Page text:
Norfolk Delegate Jay Jones rose to the House floor Thursday to speak to his colleagues about race in Virginia.
Thirteen minutes later his colleagues were on their feet applauding him.
Jones described his own family’s history of facing racial injustice and urged his colleagues to begin a dialogue to bring black and white Virginians together.
Jones said he has experienced a range of emotions, including anger and physical and emotional pain, following the revelation of a racist photo in Governor Ralph Northam’s medical school yearbook. Jones described the opportunities denied to his grandfather because of segregation.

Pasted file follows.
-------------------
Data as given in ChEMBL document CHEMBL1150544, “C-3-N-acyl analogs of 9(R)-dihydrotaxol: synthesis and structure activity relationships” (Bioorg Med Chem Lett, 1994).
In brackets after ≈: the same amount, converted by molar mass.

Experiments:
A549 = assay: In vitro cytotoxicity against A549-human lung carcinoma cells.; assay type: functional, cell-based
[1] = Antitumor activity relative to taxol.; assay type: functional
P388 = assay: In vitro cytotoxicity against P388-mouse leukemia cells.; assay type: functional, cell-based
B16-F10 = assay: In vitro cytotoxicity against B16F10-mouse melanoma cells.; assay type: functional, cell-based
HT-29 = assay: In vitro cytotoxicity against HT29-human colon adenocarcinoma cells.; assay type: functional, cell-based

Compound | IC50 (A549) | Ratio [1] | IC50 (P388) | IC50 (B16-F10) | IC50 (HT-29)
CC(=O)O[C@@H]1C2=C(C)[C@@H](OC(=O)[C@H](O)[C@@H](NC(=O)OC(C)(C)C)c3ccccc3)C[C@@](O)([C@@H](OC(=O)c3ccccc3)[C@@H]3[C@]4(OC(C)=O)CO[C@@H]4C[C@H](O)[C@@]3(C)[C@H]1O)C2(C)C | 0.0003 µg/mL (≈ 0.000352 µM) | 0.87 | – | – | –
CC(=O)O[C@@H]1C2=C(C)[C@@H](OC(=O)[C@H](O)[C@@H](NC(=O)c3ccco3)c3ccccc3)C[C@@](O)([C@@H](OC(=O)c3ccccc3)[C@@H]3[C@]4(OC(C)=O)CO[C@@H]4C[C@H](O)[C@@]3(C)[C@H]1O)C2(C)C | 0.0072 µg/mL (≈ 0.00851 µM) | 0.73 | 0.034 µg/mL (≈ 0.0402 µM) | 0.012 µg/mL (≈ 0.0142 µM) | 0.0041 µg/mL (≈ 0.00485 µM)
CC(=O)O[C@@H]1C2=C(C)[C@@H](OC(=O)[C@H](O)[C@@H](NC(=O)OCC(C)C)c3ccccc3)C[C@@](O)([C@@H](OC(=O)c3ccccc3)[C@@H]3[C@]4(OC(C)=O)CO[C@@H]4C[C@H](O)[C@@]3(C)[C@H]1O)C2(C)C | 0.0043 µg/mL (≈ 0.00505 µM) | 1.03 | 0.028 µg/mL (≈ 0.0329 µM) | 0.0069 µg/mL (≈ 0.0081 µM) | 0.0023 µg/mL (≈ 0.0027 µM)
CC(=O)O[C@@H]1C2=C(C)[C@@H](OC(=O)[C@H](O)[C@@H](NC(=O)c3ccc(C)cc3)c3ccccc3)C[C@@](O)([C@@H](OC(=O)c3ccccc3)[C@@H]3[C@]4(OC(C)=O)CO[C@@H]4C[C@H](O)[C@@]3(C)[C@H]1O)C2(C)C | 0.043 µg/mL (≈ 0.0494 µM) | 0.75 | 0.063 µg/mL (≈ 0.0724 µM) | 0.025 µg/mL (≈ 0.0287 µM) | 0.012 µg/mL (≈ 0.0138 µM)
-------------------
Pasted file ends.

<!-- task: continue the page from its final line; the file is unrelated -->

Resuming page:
He also talked about the racism his father, former delegate and now Norfolk Judge Jerrauld Jones, endured as a child. The elder Jones integrated into Norfolk’s Ingleside Elementary in 1960 at age six. He was called the n-word and told to go home. Jay Jones said his father received hate mail after a speech he gave against allowing the Confederate flag on license plates.
Jones said racial inequality is very personal for him and his family. “For people like me, the dark history of Virginia and the fight to change it are not confined to history books or remembrances around Martin Luther King’s birthday. That struggle is personal and intimate to me and my family as my grandmother’s recipe for succotash or my father’s love of jazz music.”
Jones said there are two Virginians, a white one and a black one, and he expressed hope that could soon change.
Jones is the youngest African-American delegate in the Virginia House.